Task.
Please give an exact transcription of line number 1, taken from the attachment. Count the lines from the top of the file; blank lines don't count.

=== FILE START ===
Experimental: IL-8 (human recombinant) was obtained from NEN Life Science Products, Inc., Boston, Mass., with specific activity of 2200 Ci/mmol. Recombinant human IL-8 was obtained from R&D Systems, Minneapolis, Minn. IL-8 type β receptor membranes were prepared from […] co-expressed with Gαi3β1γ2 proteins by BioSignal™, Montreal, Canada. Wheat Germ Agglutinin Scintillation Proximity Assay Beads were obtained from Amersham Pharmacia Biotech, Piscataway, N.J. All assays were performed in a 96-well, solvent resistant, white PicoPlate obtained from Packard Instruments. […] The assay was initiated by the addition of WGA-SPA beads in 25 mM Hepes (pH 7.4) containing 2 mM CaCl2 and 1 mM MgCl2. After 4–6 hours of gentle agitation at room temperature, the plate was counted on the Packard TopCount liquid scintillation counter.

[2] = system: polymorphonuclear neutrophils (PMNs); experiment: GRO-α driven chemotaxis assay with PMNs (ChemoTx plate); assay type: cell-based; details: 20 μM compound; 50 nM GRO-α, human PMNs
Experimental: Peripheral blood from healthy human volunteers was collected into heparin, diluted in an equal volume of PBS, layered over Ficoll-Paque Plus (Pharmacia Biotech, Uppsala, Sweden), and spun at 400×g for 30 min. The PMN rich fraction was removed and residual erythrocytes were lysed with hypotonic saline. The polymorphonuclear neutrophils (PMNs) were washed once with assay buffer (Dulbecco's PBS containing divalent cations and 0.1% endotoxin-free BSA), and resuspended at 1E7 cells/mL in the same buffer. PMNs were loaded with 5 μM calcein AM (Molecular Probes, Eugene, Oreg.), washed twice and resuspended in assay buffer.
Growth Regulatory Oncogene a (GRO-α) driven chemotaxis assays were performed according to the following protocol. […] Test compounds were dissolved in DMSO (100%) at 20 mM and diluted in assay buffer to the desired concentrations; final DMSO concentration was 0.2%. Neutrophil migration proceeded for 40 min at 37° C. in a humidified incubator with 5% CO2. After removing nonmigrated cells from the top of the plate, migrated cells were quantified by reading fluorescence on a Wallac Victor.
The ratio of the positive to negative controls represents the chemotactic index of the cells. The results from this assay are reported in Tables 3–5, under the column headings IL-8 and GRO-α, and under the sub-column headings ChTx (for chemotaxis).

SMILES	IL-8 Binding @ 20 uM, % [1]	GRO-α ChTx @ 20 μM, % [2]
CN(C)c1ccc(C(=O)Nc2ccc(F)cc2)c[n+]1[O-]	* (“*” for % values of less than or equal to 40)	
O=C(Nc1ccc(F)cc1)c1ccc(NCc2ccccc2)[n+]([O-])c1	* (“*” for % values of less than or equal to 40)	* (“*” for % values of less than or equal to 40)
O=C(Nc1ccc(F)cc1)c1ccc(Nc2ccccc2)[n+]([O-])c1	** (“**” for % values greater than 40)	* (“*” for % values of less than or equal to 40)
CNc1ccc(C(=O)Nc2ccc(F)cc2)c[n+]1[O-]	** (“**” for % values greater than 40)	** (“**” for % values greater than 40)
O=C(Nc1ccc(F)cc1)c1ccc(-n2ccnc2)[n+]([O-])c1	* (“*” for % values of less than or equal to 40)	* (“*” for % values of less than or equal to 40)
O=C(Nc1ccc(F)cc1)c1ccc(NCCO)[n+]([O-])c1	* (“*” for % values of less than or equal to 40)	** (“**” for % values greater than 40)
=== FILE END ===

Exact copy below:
Experimental: IL-8 (human recombinant) was obtained from NEN Life Science Products, Inc., Boston, Mass., with specific activity of 2200 Ci/mmol. Recombinant human IL-8 was obtained from R&D Systems, Minneapolis, Minn. IL-8 type β receptor membranes were prepared from […] co-expressed with Gαi3β1γ2 proteins by BioSignal™, Montreal, Canada. Wheat Germ Agglutinin Scintillation Proximity Assay Beads were obtained from Amersham Pharmacia Biotech, Piscataway, N.J. All assays were performed in a 96-well, solvent resistant, white PicoPlate obtained from Packard Instruments. […] The assay was initiated by the addition of WGA-SPA beads in 25 mM Hepes (pH 7.4) containing 2 mM CaCl2 and 1 mM MgCl2. After 4–6 hours of gentle agitation at room temperature, the plate was counted on the Packard TopCount liquid scintillation counter.